At 40%, inheritance tax (IHT) is one of the highest rates of any tax. IHT mitigation is therefore an important part of any financial plan and the new ‘residential nil rate band’ (RNRB) could play a useful part. However, this new relief is more complex than it first appears and it could lead people to change their wills unnecessarily.
The nil rate band (NRB) is the allowance that all UK domiciled individuals have to offset against their estate before IHT is payable. This has been fixed at £325,000 since April 2009. Prior to 2009, it increased in line with inflation for the previous 15 years, so freezing it has been a tax rise through the back door.
Since 2007, the NRB allowance has been transferable between spouses. A married couple will have an allowance of £650,000 to offset against their joint estate before IHT becomes payable at 40%.
The combination of a static NRB and rising house prices has led to many families selling the family home in order to meet the IHT liability, normally on second death. The Conservatives initially pledged to increase the joint NRB to £1 million, but this never materialised as the change was deemed unaffordable.
Rather than just increasing the NRB to a lower degree - which would have been clearer and of greater benefit to most people – the government introduced the RNRB. This is effectively a top-up allowance that will run alongside the existing NRB and is available solely to offset against the deceased’s residence.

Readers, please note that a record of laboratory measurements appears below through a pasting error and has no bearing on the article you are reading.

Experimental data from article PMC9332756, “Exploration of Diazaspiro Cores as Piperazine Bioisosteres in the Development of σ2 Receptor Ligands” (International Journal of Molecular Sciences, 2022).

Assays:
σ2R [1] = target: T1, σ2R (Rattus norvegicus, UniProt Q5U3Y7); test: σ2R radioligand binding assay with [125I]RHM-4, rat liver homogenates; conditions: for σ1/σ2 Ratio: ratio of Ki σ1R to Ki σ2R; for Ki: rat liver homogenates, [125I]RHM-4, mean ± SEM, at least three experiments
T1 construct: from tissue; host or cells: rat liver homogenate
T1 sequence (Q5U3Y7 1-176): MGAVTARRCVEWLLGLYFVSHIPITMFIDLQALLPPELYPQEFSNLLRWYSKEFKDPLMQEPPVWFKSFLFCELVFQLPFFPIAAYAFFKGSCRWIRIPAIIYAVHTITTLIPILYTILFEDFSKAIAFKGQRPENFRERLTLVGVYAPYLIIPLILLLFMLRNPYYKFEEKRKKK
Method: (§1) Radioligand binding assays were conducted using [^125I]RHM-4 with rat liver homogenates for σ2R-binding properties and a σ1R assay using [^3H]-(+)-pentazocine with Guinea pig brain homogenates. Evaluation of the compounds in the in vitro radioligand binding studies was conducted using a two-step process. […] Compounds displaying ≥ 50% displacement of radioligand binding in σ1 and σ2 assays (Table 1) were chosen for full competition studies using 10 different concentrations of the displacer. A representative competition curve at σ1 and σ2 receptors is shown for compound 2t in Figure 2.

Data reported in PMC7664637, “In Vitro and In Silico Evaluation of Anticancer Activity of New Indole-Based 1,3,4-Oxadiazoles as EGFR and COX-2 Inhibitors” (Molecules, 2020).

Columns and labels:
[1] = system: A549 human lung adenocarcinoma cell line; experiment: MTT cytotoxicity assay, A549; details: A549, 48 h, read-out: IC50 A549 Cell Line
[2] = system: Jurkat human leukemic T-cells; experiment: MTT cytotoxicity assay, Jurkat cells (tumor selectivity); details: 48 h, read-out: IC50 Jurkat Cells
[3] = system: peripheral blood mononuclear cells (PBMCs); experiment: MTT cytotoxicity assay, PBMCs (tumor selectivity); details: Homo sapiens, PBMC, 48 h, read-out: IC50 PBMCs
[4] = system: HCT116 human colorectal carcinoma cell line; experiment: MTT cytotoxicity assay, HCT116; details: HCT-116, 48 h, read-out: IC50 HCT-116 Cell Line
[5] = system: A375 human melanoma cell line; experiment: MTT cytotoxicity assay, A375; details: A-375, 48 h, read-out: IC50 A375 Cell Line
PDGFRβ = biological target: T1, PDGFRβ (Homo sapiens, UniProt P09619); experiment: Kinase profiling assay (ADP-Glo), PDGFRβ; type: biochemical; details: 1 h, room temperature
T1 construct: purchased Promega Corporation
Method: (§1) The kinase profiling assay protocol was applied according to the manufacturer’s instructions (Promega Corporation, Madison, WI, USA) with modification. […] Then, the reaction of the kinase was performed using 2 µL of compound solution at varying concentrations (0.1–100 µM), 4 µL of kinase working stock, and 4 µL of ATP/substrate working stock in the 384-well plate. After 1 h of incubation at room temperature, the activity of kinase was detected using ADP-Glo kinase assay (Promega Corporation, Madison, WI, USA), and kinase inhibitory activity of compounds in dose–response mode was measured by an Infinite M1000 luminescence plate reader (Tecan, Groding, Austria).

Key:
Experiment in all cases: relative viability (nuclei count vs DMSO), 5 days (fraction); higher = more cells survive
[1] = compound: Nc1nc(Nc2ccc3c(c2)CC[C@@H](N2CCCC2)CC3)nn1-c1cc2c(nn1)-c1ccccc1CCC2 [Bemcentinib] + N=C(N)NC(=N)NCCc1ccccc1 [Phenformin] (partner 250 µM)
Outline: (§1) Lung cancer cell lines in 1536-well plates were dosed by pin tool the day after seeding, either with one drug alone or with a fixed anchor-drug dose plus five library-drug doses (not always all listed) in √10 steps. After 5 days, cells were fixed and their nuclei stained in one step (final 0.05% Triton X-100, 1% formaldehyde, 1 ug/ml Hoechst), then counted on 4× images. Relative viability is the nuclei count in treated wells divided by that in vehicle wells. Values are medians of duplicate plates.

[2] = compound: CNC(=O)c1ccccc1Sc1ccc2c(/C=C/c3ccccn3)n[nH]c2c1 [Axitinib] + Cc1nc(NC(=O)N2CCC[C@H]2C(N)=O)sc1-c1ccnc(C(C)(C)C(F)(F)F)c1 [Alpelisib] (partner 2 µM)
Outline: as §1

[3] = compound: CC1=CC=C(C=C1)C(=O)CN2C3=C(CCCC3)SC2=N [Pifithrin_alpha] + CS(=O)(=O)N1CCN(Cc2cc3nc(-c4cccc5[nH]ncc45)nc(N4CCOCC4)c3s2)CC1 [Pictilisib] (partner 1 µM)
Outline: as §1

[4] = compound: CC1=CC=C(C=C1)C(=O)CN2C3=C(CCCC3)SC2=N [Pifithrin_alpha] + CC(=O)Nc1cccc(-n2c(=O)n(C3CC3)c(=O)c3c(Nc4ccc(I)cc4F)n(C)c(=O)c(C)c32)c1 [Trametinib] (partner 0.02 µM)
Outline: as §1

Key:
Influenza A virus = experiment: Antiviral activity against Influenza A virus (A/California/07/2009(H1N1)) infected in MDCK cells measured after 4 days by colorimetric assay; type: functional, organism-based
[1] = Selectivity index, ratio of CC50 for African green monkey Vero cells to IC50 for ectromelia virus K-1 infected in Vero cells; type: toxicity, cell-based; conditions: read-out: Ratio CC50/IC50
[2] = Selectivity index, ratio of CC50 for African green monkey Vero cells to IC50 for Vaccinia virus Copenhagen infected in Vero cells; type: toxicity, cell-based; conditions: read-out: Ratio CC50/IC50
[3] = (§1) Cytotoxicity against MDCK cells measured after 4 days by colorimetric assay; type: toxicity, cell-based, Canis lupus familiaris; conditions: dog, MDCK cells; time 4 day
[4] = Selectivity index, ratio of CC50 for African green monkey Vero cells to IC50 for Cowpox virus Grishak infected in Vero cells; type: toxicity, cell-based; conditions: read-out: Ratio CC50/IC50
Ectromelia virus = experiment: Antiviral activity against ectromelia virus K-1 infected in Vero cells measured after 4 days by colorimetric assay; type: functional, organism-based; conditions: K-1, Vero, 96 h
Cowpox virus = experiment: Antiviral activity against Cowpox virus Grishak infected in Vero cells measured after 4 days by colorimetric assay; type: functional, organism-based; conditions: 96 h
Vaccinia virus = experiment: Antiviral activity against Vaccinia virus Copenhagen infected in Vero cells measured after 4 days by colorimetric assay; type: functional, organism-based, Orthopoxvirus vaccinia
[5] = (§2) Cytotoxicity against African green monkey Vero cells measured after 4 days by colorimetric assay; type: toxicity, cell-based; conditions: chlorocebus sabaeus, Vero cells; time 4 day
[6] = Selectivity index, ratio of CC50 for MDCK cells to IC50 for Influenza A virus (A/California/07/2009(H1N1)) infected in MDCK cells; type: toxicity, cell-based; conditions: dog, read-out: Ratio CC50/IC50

How the new relief will work
The RNRB will phase in from April 2017. It will start at £100,000 per individual, increasing to £175,000 by
In simple terms, if an individual owns a property worth £400,000 and has savings and investments of £100,000, the estate would currently suffer an IHT charge of £70,000. By 2020, the IHT charge on this estate would reduce to zero.
However, this is not quite as straightforward as it seems.
The relief is only available if the property is left to direct descendants, that is, children and grandchildren - not to nieces, nephews or other beneficiaries. It will start to taper away on estates over £1 million, or £2 million for married couples - for every £2 over, you will lose £1 of relief. This means that couples with a joint estate of over £2.35 million will not benefit at all.
RNRB also incorporates complex rules around downsizing - those who move to a smaller property should still be able to claim the relief that would have been available had they remained in the larger property. Also, the relief can be applied to a holiday home rather than the main residence, if elected.
Typically, married couples choose to leave their assets to each other and thereafter to children. However, most well drafted wills provide for a trust to be established due to the added protection and tax planning opportunities they offer.
As the RNRB will only be available to those who leave their assets directly to their lineal descendants, the initial reaction may be to rewrite their will to remove any trust provisions. However, this could be a knee-jerk reaction as it overlooks the very valuable protection benefits of the trust. It is also difficult at present to predict exactly whether an estate will benefit from this new relief.
A possible option would be to retain the trust provisions but ensure that the trustees have the necessary powers to transfer the property out of the trust to the children or grandchildren after death if appropriate. Provided this is done within two years, the RNRB should still be available to offset without the need to rewrite the will completely.
It would be worth reviewing your will to ensure that your current arrangements are flexible enough to take advantage of this new tax allowance. It may be useful to consult a legal expert as they can explain all the legislation changes and help you best meet your objectives.
The information provided is based on our understanding of current rules and regulations, which may change. The impact of any tax changes will depend on individual circumstances.